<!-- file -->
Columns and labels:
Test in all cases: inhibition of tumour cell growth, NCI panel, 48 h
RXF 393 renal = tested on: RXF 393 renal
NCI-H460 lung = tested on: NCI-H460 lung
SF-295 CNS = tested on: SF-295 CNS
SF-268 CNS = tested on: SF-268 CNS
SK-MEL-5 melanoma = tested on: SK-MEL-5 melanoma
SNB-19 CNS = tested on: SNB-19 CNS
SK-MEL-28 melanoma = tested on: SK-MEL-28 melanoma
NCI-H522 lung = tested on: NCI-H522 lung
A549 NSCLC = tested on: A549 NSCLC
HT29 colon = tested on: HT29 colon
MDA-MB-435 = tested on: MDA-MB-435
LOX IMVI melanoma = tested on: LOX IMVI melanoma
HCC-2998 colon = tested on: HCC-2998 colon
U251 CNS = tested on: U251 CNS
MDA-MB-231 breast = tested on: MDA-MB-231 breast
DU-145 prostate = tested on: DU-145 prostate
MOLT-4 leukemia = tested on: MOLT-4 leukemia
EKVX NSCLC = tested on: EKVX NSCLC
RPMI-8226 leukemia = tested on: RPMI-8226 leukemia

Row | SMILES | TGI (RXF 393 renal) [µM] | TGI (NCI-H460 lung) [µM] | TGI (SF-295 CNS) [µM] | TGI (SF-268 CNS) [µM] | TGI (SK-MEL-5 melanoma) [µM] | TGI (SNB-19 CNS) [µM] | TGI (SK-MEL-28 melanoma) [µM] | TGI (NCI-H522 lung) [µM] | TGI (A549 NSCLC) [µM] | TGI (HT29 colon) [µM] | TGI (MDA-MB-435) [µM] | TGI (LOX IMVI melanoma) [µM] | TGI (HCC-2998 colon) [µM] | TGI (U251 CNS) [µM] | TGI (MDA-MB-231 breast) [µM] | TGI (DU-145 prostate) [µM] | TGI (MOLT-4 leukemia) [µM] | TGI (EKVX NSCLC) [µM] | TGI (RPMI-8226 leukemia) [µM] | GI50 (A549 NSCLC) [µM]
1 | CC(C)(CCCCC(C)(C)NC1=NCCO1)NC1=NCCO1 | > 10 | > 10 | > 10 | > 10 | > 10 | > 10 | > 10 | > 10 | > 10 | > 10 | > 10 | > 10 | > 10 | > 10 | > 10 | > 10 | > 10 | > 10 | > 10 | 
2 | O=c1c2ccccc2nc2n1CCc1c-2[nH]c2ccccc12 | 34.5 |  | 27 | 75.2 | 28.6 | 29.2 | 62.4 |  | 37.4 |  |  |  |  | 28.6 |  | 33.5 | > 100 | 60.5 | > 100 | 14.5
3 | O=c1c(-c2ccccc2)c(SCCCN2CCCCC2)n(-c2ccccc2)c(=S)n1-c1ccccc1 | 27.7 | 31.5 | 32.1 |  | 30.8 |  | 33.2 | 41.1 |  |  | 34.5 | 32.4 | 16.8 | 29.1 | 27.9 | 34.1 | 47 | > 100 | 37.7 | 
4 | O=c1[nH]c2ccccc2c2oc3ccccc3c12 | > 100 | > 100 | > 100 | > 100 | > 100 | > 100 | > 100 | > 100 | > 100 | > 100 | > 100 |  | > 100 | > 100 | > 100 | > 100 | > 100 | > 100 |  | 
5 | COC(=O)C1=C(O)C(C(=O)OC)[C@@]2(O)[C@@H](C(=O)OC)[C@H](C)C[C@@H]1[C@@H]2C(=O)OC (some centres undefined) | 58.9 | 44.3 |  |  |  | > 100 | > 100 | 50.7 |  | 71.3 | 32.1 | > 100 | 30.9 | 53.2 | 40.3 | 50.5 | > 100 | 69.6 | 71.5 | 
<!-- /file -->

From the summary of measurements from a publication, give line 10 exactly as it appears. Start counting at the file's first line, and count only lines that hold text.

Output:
NCI-H522 lung = tested on: NCI-H522 lung